The news began to trickle through the old network late Monday afternoon.
A flurry of text messages. A few messages through Facebook. A tweet here, a post here. The old newsroom from Vestal Parkway coming back together in a digital world, hearing unexpected and horribly sad news.
Charlie Jaworski, the former longtime sports editor of the Press & Sun-Bulletin in Binghamton, my old editor, had died unexpectedly.
A life lived in journalism is one that's inextricably linked to certain people. For me, one of those people was Charlie Jaworski.
Charlie hired me from Olean in 2004. He had wanted to hire me a few years earlier for a high-school beat job, but I passed on that one. Life works out funny, because two years later, he did hire me to cover Binghamton University basketball. A year later, he trusted me with the Binghamton Mets beat. He was my boss until the day I left for grad school in 2009.
Charlie was a legend in the Southern Tier. He covered Binghamton hockey back in the 1970s, in the league that provided the basis for Slap Shot. He ran the annual Press Doubles bowling tournament like a dedicated father. He knew everyone and everything. He was respected, even by the people who disagreed with him. He was the best kind of old-school newspaper guy - the one with stories for days.
He was one of the best line editors I worked with. Very quickly, I started to hear Charlie's voice in my head as I wrote and reported stories, anticipating the holes and questions he'd find in my stories and trying to answer them before filing. I may never have been a great reporter, but he made me a better one.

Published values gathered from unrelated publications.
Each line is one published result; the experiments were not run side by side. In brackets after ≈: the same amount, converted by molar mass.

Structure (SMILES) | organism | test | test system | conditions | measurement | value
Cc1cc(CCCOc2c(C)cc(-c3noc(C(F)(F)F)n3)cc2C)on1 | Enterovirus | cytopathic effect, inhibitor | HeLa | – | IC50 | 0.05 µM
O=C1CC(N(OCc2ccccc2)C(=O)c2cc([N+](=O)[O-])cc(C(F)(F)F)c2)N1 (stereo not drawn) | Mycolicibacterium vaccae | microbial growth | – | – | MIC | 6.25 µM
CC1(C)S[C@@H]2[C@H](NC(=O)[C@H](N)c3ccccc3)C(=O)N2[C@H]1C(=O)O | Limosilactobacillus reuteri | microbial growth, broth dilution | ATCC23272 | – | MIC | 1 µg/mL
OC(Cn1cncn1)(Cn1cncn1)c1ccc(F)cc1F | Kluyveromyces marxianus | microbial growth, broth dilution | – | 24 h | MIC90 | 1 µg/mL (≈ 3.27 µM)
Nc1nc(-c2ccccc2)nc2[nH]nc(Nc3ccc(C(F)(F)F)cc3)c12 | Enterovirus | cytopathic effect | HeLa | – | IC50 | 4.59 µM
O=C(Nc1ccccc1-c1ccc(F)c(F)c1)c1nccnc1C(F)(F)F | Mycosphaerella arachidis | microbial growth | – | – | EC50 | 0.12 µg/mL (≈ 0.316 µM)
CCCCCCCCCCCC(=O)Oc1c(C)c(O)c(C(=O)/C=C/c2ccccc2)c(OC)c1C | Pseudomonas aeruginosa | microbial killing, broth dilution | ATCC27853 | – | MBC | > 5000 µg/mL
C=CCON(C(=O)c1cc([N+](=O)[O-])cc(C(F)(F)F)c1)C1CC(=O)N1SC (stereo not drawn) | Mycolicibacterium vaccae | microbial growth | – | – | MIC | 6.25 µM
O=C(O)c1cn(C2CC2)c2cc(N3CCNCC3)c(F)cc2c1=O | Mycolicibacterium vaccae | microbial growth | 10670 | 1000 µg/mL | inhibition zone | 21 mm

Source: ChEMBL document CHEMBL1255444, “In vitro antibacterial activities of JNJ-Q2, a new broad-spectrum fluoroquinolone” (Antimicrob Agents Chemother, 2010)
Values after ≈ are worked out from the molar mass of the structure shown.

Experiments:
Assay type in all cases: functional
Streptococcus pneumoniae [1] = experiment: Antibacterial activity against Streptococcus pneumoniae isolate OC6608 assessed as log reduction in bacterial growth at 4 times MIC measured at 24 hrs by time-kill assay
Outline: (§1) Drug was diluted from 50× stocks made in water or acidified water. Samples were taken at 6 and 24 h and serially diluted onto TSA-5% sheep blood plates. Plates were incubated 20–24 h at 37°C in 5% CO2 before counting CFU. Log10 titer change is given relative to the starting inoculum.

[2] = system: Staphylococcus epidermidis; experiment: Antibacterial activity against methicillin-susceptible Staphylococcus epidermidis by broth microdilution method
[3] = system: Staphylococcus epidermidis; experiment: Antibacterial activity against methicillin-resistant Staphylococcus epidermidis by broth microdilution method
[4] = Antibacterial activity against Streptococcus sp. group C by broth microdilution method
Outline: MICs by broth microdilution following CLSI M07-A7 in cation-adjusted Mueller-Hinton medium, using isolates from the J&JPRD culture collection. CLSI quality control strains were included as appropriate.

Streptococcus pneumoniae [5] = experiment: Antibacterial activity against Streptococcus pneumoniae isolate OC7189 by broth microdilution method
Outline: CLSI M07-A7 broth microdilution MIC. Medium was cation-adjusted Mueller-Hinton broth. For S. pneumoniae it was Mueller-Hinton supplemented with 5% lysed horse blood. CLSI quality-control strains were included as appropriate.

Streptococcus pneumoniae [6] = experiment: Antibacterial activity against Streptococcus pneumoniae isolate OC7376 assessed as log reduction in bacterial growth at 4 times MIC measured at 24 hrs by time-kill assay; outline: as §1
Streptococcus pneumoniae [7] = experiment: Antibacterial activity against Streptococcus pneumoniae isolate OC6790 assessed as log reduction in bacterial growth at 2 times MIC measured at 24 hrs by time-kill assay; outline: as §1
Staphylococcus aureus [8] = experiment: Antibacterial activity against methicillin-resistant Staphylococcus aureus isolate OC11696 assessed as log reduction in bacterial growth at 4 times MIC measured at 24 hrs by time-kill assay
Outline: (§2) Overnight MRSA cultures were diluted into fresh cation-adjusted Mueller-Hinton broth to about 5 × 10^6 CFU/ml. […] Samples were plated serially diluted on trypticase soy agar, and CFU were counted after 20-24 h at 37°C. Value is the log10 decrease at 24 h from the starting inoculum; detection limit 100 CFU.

Oh, he could be infuriating to work with. He had his way of doing things, and woe to anyone who messed with his system. When editing a story, he had a habit of calling (either by phone or across the newsroom) every time he had a question, rather than waiting until the end of the story with a list. He could drive you mad asking questions that he could just as easily Googled himself. One of my favorite things to do, when he'd call exasperated with a question, would be to say "read to the end of the sentence, Charlie." He'd pause, see that the information he wanted was after a line break, and said "OK, bye."
He could be tough. He had high standards, and held you to them. If your work slipped, he'd call you into his office, in a hallway just off the sports department, and give you hell for it. But at the same time, if you told him you were slipping up because of a crisis at home, he would instantly switch into a compassionate person. He did his best to protect the department during the endless layoffs in 2007-2009. He cared about his guys. We invited him to our wedding, on a football Saturday, and he came.
And Charlie worked. God, did he work. I never, in five years, beat him to the office on a Saturday afternoon. I never stayed later than he did. I've never met anyone in the business with the work ethic Charlie Jaworski had.
And he worked because he cared. God, did he care. He wanted his sports section to be the best it could be. He loved talking about The Chase - those moments when you are tracking down a hot story, calling people, piecing it together, the cliche moments you've seen a thousand times in the movies. Those moments of working the phones, talking to people, finding the story, that's what we live for in this business, and Charlie embodied that.
Charlie made me a better writer, a better reporter. And because he hired me in Binghamton, he made it possible for me to meet my wife.
He was old school in the best possible way. He was a newspaper guy, but he knew the industry was going digital and did the best he could. He respected the digital side, even if he was at home in print.
If you worked hard and cared, Jaws had your back.
That loyalty, that work ethic, that caring, is what made Charlie Jaworski one of the best editors a reporter could have had.